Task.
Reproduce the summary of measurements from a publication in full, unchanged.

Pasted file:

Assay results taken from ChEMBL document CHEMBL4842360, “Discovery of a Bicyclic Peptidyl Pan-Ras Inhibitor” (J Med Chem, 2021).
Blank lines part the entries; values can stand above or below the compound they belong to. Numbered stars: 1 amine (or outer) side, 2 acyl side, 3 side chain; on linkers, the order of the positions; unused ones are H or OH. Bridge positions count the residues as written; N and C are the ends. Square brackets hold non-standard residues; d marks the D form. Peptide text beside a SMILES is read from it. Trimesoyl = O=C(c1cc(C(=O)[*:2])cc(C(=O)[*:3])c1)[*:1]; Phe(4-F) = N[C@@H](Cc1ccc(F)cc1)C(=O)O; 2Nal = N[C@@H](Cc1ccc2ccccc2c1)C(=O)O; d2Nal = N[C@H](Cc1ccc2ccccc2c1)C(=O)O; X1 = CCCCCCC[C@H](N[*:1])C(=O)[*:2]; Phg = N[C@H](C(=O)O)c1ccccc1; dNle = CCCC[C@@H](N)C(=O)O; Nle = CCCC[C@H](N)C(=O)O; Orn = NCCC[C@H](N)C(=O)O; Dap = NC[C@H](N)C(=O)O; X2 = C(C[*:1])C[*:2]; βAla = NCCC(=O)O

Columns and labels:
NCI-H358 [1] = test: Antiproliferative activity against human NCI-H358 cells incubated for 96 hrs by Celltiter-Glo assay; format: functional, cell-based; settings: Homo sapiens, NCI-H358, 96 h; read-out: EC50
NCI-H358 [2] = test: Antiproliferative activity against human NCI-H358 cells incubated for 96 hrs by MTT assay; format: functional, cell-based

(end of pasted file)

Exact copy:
Assay results taken from ChEMBL document CHEMBL4842360, “Discovery of a Bicyclic Peptidyl Pan-Ras Inhibitor” (J Med Chem, 2021).
Blank lines part the entries; values can stand above or below the compound they belong to. Numbered stars: 1 amine (or outer) side, 2 acyl side, 3 side chain; on linkers, the order of the positions; unused ones are H or OH. Bridge positions count the residues as written; N and C are the ends. Square brackets hold non-standard residues; d marks the D form. Peptide text beside a SMILES is read from it. Trimesoyl = O=C(c1cc(C(=O)[*:2])cc(C(=O)[*:3])c1)[*:1]; Phe(4-F) = N[C@@H](Cc1ccc(F)cc1)C(=O)O; 2Nal = N[C@@H](Cc1ccc2ccccc2c1)C(=O)O; d2Nal = N[C@H](Cc1ccc2ccccc2c1)C(=O)O; X1 = CCCCCCC[C@H](N[*:1])C(=O)[*:2]; Phg = N[C@H](C(=O)O)c1ccccc1; dNle = CCCC[C@@H](N)C(=O)O; Nle = CCCC[C@H](N)C(=O)O; Orn = NCCC[C@H](N)C(=O)O; Dap = NC[C@H](N)C(=O)O; X2 = C(C[*:1])C[*:2]; βAla = NCCC(=O)O

Columns and labels:
NCI-H358 [1] = test: Antiproliferative activity against human NCI-H358 cells incubated for 96 hrs by Celltiter-Glo assay; format: functional, cell-based; settings: Homo sapiens, NCI-H358, 96 h; read-out: EC50
NCI-H358 [2] = test: Antiproliferative activity against human NCI-H358 cells incubated for 96 hrs by MTT assay; format: functional, cell-based